Increase Supplemental State Aid for Schools
For nearly a decade, the Iowa Legislature has provided Supplemental State Aid that has averaged less than 2% per year. Public education in Iowa is now facing unprecedented challenges. It is paramount that the legislature increases state aid for our public school students.
- Public education in Iowa is the state’s largest budget item because it serves 94% of Iowa’s children.
- For more than two decades, the annual rate of SSA growth was set by a non-partisan formula that incorporated various economic factors. The annual rate for those decades was nearly 6.5%. For the next 15 years, after growth was no longer set by a neutral formula but decided through the legislature, the annual rate dipped to 3.2%. Since 2011, school districts in Iowa have managed to educate more than a half-million students each year with an average increase in state aid of just 1.7%.
- Because SSA has not adequately increased, Des Moines Public Schools has been absorbing budget cuts for nearly 10 years as the costs of health care, fuel, goods and services, and more continue to outpace available dollars.
- During the same time frame student needs have increased, including: language services to more than 7,300 ELL students from 106 different nations speaking almost 200 different languages and dialects, a rise in the number of students coming from homes where parents work multiple jobs and are unable to provide adequate academic support at home, and an increase in families who qualify for free and reduced lunch to 76% of the nearly 33,000 students who attend DMPS.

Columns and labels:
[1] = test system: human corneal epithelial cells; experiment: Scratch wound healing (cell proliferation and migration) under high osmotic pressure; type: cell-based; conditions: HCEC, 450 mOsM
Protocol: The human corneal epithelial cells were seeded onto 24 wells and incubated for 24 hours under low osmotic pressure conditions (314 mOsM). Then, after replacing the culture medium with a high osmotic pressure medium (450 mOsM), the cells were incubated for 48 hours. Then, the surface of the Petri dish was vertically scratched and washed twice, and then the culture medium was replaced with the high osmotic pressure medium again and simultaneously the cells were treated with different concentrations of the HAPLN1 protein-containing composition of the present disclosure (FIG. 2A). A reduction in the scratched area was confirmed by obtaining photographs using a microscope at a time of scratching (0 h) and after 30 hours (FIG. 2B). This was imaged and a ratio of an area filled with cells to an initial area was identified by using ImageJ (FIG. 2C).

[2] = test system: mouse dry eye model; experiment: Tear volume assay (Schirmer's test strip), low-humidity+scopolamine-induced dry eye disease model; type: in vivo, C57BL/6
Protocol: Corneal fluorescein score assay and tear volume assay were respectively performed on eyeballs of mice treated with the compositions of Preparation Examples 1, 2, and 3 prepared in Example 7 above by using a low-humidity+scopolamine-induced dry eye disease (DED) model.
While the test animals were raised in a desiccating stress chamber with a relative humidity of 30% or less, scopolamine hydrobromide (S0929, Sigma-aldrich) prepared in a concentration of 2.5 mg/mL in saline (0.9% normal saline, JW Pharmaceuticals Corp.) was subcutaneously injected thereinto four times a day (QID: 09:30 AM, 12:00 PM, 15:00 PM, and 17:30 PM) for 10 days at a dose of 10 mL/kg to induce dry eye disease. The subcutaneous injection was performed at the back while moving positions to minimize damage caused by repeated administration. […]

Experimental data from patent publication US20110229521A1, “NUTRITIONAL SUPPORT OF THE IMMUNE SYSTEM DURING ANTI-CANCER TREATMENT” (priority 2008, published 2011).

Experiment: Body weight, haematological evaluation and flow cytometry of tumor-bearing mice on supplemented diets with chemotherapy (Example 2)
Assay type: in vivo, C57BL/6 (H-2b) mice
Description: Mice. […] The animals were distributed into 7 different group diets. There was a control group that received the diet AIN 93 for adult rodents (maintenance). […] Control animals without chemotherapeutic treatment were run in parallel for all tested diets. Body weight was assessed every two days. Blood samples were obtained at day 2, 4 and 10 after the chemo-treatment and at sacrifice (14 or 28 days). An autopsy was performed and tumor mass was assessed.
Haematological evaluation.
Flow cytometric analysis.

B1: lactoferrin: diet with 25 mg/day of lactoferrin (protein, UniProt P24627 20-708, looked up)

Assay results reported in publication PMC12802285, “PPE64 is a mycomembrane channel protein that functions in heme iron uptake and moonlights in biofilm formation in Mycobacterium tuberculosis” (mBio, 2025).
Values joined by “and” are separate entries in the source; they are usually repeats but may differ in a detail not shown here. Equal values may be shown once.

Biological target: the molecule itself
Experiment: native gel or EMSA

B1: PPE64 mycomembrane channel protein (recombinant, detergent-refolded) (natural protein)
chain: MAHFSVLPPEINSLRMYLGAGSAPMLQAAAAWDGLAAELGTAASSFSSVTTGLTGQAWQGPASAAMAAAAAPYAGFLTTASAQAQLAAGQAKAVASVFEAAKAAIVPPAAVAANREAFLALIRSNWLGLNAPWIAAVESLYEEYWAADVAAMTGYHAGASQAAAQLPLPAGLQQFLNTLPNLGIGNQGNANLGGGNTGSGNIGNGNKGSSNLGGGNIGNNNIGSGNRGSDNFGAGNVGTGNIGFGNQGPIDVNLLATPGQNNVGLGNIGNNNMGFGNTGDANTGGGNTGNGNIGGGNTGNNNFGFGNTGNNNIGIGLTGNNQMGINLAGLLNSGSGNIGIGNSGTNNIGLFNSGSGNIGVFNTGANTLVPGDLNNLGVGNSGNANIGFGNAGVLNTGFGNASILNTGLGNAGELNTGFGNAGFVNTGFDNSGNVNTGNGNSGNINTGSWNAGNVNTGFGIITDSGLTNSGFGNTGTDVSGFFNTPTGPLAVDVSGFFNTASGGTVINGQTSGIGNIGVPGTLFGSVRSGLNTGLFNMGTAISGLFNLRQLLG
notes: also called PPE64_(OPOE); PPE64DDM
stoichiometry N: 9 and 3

- The state’s unemployment rate is low and the district cannot raise wages adequately to compete for crucial workers like bus drivers, substitute teachers and food service workers.
Why This is a Good Investment
- World Class Schools: Increasing the SSA will improve the educational opportunities and services available to students, helping restore Iowa’s position as the gold standard in education.
- Teacher and Staff Retention: A stronger SSA will mean more resources for students in the classroom, and competitive pay and benefits for teachers and staff in a low unemployment environment, leading to the retention of great educators and a larger pool of high quality candidates considering work in Iowa’s schools.
- Better Prepared Citizenry: Great jobs programs can’t help students who don’t make it to graduation. Students with a solid foundation go on to contribute to Iowa’s economy, providing the skills necessary to make our state stronger. Education is the most important investment Iowa can make in its future.
Why This is Urgent
- After years of cuts, the district’s budget is in critical condition and is on schedule to make another $14 million in cuts next year.
- The district is out of choices. Core staff and student opportunities in the classroom will feel the consequences of these cuts. Teacher and staff retention will continue to be difficult, and that means fewer successful and career ready Iowa public school graduates.